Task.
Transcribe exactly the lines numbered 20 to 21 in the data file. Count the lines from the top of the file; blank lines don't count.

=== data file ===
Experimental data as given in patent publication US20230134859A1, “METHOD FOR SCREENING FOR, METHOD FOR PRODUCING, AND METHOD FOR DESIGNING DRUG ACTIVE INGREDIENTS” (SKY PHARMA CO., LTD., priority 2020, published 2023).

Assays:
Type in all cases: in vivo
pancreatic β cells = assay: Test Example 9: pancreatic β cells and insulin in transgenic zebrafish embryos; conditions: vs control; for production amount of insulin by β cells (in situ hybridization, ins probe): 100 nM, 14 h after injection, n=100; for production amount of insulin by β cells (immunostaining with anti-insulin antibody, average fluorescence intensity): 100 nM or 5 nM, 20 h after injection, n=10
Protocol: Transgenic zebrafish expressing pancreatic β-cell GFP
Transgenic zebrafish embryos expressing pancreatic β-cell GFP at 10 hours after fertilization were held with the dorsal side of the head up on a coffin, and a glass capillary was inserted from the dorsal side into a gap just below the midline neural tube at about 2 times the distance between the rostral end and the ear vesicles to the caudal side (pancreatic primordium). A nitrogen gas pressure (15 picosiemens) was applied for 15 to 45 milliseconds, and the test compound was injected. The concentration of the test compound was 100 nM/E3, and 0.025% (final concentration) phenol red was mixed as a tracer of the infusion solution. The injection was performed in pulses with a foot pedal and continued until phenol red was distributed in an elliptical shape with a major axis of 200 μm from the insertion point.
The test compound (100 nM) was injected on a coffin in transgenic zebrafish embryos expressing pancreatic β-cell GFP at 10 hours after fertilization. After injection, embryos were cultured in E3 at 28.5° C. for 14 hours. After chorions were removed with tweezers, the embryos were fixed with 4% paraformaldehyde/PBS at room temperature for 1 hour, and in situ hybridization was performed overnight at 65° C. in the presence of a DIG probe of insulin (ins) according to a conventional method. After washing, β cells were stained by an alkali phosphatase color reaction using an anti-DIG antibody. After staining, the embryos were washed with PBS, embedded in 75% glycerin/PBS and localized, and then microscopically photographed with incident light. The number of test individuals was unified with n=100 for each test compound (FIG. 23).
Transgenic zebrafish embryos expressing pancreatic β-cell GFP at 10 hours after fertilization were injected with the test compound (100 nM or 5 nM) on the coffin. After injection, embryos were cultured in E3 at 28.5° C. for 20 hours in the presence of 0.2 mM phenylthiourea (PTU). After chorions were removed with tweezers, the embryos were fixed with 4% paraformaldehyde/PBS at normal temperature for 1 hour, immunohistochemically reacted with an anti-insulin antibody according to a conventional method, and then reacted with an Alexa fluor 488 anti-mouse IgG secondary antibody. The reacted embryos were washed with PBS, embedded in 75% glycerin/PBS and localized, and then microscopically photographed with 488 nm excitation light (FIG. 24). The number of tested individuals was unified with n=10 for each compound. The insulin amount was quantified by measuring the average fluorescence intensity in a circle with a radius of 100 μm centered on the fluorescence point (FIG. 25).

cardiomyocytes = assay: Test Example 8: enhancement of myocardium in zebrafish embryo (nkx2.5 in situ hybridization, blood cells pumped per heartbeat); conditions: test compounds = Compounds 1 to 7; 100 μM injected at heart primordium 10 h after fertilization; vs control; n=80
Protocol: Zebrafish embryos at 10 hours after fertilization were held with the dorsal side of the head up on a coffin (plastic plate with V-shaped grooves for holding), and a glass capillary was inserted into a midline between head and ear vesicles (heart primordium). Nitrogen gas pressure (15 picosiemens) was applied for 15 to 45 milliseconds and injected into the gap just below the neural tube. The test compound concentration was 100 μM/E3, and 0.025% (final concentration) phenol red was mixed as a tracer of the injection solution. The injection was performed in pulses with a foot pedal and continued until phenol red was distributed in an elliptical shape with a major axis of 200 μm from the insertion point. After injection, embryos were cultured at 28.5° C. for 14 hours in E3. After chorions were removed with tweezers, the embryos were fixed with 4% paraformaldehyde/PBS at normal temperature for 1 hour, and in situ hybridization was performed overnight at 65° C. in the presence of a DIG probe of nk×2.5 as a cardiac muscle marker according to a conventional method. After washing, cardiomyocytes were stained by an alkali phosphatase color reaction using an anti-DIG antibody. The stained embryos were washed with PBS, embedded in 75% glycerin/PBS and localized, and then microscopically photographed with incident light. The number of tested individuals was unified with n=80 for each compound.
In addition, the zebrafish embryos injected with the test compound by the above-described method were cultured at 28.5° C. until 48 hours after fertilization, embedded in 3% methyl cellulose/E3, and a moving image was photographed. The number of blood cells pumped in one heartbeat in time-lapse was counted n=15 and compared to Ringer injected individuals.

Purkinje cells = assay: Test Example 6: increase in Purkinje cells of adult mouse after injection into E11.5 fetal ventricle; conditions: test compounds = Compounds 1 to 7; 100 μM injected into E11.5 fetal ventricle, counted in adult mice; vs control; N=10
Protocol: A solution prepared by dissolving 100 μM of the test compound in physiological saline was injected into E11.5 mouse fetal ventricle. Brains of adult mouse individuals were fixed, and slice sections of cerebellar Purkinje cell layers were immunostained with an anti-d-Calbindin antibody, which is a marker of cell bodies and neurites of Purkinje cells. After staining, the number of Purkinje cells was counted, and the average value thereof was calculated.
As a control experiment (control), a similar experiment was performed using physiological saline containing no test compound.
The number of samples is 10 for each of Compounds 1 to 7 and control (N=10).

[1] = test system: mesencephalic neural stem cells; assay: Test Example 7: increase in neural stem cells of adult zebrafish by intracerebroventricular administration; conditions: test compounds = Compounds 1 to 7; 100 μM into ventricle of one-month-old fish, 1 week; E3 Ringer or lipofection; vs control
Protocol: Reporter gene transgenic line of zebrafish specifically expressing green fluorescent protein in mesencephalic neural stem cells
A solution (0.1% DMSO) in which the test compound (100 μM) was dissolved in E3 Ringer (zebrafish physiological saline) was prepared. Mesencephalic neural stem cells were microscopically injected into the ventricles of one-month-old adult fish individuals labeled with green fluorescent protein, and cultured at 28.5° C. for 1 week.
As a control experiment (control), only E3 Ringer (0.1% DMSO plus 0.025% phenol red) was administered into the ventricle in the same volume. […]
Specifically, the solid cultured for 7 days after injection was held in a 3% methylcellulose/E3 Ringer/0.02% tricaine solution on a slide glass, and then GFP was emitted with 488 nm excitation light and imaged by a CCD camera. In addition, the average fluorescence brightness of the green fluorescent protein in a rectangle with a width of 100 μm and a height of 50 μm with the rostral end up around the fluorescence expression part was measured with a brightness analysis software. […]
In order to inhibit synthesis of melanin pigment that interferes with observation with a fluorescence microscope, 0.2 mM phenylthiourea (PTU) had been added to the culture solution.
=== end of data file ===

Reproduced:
Specifically, the solid cultured for 7 days after injection was held in a 3% methylcellulose/E3 Ringer/0.02% tricaine solution on a slide glass, and then GFP was emitted with 488 nm excitation light and imaged by a CCD camera. In addition, the average fluorescence brightness of the green fluorescent protein in a rectangle with a width of 100 μm and a height of 50 μm with the rostral end up around the fluorescence expression part was measured with a brightness analysis software. […]
In order to inhibit synthesis of melanin pigment that interferes with observation with a fluorescence microscope, 0.2 mM phenylthiourea (PTU) had been added to the culture solution.